There is so much depth in this Gospel, but I will leave it for now and enjoy the weather...

Friday, 14 August 2009

He who eats my flesh and drinks my blood abides in me, and I in him. (Jn 6:56)

As clear from my post yesterday evening, I will be heading off to the Youth 2000 Summer Festival  in Clonmacnois straight after class this afternoon. However, I just wanted to post a quick reflection on an aspect the gospel of Sunday (John 6:51-58), to keep in the practice of some kind of a weekly meditation...

We continue the reading of chapter 6, and I hope to get a proper chance to write something coherent about this lovely chapter after the course is finished at the end of next week.

Last week we ended with Jn 6:51, the same we start with today:
"I am the living bread which came down from heaven; if any one eats of this bread, he will live for ever; and the bread which I shall give for the life of the world is my flesh." (Joh 6:51 RSV)
Jesus is offering himself to us, he want to give himself to us, so we might have life in us... and this is important. Jesus says "Truly, truly, I say to you, unless you eat the flesh of the Son of man and drink his blood, you have no life in you;" (Joh 6:53 RSV) I guess this kind of makes sense if we think God as the source of life, so if we don't have God in our lives, we miss this life and life without God is death (as a life without love is too).

But what can we do with this? I think we can try and take it as an invitation. In the Eucharist, Jesus is offering us himself, He invites us to become one with Him. When we receive Him, when we eat Him, as "For my flesh is food indeed, and my blood is drink indeed" (Joh 6:55 RSV) He comes into our bodies... and in the natural physical way becomes part of our bodies, as does any food.

Here thought there is off course something much more significant happening. The bread of life does not just nourishes us physically, but also spiritually, it nourishes our whole being. "Not such as the fathers ate and died;' (Joh 6:58 RSV) bread that only nourishes our bodies, but this bread nourishes our whole being, body and soul.

Jesus comes to us and becomes part of us:
"He who eats my flesh and drinks my blood abides in me, and I in him." (Joh 6:56 RSV)

and with Him becoming part of us, we become part of Him, and with Him we become part of the Trinity:
As the living Father sent me, and I live because of the Father, so he who eats me will live because of me. (Joh 6:57 RSV)
So briefly said, and I know these are just a few words thrown down, when we are receiving communion we are offered to become more and more part of the Trinity... no wonder grace is flowing...

However, is there is a little "catch", if I can call it this. God is always inviting us into communion with Him. He is always inviting us to become closer and closer to Him, to let go of ourselves and to let ourselves being taken over by His love. In a way He is inviting us to become one with Him, like a drop of water becomes one with the ocean in which it falls... it seems clear to me that communion in the Eucharist seems to offer exactly that...

So the little "catch" is not really a little catch, but just a note on this. In the nature of an invitation is that it is a free choice and as such we need to accept. So it is true with the Eucharist, that we need to be open to God, if we are not open to God the effects of the sacrament will be not have the full effect as St Thomas Aquinas  point out in the Summa. God want to give us all, but it is according to our disposition that we receive. So when we receive we should be aware of what we are doing, we should conduct ourselves properly and prepare ourselves properly, we should remind ourselves that we are not receiving mere bread, but acknowledge the Real Presence of Jesus in the Eucharist.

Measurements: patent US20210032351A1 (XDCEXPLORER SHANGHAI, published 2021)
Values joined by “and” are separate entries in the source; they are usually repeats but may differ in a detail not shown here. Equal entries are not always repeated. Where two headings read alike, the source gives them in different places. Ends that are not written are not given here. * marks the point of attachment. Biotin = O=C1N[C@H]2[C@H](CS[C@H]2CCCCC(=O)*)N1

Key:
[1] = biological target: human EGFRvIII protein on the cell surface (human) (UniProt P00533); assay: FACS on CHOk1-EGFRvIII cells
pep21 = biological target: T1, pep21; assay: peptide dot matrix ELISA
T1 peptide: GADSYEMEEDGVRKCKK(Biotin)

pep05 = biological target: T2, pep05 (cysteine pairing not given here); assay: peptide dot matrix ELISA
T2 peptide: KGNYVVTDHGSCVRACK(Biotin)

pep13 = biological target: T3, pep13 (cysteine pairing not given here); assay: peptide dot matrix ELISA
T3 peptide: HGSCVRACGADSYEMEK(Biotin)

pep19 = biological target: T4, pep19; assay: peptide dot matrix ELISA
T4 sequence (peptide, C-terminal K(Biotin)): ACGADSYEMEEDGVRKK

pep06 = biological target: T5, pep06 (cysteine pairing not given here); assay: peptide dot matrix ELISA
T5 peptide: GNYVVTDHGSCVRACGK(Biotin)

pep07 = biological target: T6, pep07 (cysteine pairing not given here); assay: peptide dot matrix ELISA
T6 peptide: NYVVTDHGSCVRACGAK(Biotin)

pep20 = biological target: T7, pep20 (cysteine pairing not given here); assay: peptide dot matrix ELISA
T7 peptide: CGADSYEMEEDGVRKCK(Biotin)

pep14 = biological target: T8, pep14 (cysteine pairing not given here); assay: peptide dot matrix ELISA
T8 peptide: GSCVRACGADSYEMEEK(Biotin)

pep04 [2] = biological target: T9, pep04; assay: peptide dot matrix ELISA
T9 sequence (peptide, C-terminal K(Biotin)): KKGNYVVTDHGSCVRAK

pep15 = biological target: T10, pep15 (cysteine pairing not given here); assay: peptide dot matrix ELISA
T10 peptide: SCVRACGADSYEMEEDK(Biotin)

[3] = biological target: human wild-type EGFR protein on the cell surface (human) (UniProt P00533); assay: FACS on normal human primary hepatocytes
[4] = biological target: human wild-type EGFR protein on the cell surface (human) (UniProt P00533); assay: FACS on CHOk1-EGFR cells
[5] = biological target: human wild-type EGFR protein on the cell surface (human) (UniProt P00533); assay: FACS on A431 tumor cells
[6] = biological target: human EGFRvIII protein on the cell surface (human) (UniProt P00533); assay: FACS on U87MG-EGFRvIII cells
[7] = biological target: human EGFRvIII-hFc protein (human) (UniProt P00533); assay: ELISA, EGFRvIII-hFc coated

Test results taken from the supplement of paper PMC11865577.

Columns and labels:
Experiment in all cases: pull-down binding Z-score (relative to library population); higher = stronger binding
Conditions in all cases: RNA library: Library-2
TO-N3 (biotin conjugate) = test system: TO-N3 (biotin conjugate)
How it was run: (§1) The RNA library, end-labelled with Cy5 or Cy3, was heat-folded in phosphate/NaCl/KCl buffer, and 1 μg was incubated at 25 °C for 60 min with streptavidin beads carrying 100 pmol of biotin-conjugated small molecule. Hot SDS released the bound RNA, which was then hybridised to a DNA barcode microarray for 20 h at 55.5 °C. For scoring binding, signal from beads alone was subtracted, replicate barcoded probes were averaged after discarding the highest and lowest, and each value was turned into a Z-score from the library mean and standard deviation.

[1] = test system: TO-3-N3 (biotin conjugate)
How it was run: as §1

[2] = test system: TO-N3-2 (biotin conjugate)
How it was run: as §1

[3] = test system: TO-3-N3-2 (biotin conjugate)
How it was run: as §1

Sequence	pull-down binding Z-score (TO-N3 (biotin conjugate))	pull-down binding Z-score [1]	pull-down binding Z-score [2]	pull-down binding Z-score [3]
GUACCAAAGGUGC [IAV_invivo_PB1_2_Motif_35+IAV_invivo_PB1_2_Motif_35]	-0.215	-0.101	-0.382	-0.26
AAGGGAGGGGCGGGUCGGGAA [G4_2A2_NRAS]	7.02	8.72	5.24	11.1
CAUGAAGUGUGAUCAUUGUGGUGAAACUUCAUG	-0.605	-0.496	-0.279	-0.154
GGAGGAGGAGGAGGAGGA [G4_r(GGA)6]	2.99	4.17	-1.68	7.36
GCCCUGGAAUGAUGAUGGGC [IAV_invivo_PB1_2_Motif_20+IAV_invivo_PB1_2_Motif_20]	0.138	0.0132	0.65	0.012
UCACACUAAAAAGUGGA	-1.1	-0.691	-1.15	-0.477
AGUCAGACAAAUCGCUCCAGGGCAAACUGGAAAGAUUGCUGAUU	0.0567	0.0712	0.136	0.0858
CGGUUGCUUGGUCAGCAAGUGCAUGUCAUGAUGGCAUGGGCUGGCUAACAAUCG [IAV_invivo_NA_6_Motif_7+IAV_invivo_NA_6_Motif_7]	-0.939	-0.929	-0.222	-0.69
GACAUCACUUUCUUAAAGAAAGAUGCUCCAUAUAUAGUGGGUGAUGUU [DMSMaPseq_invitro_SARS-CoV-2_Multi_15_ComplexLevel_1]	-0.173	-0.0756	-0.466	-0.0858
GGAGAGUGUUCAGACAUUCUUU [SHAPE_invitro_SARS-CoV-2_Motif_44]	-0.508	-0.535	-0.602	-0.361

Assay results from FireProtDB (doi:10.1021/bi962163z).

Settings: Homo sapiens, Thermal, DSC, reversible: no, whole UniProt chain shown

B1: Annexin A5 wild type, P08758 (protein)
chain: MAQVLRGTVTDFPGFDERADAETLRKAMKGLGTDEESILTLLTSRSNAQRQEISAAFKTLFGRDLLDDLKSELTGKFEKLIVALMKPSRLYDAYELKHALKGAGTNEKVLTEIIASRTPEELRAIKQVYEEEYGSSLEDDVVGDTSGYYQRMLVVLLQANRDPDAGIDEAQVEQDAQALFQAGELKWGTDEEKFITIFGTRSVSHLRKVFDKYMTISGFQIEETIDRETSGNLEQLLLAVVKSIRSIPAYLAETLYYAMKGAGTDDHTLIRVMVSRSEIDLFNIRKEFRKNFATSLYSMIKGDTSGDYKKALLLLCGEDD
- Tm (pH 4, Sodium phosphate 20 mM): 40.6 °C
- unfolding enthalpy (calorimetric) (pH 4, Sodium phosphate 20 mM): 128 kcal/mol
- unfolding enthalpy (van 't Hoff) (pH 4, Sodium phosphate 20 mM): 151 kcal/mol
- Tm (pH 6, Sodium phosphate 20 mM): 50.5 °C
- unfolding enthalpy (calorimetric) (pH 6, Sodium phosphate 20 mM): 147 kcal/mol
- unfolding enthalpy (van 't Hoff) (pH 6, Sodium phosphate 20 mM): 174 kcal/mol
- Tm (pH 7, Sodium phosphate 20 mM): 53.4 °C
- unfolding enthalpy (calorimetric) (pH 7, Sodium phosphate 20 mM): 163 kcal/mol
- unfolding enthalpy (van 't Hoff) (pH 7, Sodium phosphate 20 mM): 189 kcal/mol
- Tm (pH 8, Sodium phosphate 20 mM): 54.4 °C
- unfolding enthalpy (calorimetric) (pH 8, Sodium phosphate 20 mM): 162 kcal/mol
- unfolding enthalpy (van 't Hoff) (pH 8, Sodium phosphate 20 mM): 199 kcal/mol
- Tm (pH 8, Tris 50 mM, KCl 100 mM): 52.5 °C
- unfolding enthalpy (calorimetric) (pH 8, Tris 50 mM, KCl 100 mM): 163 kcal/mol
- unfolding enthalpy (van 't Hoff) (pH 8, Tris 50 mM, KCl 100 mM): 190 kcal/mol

So it is an invitation, an invitation to something more, to something beautiful and also to something unknown... but let us embark on the adventure and embrace it, asking our Lord to draw us deeper into His union (especially while receiving Him in the Eucharist) and to try and let more and more of our own will go and "Let thy will be done" (Mat 6:10).

Thursday, 13 August 2009

Youth 2000 Summer Festival

A bit late, but I just want to make a mention of the Youth 2000 Summer Festival in Clonmacnois this weekend... I am going down myself tomorrow, and am really lookingforward to it!
For more info look at the Youth 2000 website.

Some photo's from last year can be seen in the video clip below:

Saturday, 8 August 2009

I am the living bread which came down from heaven (Jn 6:51 RSV)

This week I had a conversation with a few people on the course, and we were talking about the mass, and one of the comments was that in the experience there seems to be something missing, going to mass does not seem to do anything... I try and tie this in to the gospel of this weekend: John 6:41-51

Off course there can be many responses to this reaction, and the first that came up it the way the Mass is calibrated in a lot of places which does not really inspire (young) people. Their response is that there is "something missing". First of all, this is a strong indication that they actually do expect something more than that they are getting, but that this what they are looking for is not there. I found that when I just became a Catholic, that I picked and choose my mass to go to, as in a lot of places I felt exactly the same.